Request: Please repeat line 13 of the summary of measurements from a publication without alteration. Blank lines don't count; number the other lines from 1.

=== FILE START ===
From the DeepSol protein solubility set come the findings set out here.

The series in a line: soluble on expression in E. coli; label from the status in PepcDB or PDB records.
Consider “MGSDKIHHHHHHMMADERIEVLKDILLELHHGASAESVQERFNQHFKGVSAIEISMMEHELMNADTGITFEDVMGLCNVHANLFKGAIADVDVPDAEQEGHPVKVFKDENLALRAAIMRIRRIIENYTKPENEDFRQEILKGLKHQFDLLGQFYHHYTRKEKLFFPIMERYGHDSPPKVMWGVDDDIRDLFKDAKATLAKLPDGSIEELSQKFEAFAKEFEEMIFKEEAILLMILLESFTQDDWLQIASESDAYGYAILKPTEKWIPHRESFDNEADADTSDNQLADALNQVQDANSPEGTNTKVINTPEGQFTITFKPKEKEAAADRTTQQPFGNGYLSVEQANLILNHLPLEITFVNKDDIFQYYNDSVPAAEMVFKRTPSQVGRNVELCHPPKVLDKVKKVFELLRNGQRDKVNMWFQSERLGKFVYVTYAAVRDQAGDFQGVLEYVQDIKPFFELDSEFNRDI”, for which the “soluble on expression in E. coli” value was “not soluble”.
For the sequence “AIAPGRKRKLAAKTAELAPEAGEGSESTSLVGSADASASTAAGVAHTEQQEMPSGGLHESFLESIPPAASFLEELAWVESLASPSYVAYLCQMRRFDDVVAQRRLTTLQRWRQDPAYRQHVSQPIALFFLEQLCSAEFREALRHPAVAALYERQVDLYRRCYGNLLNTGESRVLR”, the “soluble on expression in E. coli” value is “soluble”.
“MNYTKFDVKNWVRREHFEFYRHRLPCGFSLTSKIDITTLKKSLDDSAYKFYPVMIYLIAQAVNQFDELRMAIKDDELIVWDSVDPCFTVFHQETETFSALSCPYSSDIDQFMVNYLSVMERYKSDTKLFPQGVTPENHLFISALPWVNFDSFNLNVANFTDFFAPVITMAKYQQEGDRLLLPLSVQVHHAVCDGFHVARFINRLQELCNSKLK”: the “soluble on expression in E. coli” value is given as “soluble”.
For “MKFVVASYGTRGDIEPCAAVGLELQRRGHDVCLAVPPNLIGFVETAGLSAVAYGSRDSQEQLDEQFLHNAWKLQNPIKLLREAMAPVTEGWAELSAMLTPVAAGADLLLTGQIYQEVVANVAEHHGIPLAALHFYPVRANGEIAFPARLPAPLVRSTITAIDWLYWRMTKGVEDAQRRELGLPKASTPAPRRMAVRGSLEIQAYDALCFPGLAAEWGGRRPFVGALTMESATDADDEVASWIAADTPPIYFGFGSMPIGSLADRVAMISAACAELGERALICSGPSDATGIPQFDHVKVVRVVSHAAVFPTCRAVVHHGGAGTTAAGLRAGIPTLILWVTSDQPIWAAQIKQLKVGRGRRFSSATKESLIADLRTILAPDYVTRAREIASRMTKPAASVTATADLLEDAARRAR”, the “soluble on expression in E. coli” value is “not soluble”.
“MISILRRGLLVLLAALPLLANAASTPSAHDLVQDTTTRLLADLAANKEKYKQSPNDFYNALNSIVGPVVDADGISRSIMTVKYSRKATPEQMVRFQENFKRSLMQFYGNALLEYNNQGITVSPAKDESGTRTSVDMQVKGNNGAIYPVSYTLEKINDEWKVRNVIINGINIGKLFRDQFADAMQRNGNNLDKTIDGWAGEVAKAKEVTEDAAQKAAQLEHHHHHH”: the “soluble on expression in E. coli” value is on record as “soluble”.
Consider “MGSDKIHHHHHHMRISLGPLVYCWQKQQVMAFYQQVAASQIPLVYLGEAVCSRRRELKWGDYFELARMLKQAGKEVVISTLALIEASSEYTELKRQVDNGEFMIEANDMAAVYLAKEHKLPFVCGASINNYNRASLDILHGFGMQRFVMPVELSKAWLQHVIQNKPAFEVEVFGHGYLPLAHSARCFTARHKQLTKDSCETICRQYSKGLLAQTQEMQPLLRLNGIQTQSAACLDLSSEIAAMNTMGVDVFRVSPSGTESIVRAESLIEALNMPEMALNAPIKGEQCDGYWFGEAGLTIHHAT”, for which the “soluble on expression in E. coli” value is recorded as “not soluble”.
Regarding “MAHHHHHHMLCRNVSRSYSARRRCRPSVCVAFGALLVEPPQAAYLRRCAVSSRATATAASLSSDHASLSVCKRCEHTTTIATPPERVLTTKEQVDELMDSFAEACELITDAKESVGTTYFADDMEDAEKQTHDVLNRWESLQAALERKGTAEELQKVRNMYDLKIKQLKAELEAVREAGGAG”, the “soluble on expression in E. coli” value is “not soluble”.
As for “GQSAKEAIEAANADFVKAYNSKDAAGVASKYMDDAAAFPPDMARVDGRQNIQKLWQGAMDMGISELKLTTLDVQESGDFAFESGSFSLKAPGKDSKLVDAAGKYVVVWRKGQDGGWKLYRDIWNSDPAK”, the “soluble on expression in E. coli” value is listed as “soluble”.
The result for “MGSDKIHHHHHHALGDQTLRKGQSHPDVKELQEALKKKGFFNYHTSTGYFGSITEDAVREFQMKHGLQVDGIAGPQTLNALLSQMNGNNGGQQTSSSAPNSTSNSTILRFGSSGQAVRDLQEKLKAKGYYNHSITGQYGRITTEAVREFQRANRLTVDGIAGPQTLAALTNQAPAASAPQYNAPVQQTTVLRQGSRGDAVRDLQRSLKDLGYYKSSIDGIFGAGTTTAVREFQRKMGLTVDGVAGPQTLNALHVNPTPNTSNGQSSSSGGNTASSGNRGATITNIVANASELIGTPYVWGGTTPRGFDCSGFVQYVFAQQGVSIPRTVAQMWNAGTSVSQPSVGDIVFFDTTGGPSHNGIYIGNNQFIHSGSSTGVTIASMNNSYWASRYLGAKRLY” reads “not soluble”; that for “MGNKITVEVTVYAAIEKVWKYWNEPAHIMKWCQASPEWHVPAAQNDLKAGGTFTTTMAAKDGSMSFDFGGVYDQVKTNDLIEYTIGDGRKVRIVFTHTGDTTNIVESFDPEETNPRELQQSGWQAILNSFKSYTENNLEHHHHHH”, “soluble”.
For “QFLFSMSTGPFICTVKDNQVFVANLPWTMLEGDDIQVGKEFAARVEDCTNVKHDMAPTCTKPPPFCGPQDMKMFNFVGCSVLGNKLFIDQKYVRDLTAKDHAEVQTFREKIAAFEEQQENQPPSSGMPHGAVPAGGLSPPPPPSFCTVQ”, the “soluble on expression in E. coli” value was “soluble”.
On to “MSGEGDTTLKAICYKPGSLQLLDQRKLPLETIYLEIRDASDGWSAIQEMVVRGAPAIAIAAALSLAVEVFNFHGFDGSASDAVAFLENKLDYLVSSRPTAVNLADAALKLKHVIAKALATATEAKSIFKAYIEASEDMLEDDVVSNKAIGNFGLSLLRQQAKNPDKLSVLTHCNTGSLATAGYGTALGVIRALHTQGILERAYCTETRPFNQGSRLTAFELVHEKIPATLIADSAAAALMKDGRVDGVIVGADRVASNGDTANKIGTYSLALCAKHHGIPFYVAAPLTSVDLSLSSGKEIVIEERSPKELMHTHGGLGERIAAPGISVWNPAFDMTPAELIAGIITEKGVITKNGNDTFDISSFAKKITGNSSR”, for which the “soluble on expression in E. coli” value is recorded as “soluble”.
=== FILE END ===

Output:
On to “MSGEGDTTLKAICYKPGSLQLLDQRKLPLETIYLEIRDASDGWSAIQEMVVRGAPAIAIAAALSLAVEVFNFHGFDGSASDAVAFLENKLDYLVSSRPTAVNLADAALKLKHVIAKALATATEAKSIFKAYIEASEDMLEDDVVSNKAIGNFGLSLLRQQAKNPDKLSVLTHCNTGSLATAGYGTALGVIRALHTQGILERAYCTETRPFNQGSRLTAFELVHEKIPATLIADSAAAALMKDGRVDGVIVGADRVASNGDTANKIGTYSLALCAKHHGIPFYVAAPLTSVDLSLSSGKEIVIEERSPKELMHTHGGLGERIAAPGISVWNPAFDMTPAELIAGIITEKGVITKNGNDTFDISSFAKKITGNSSR”, for which the “soluble on expression in E. coli” value is recorded as “soluble”.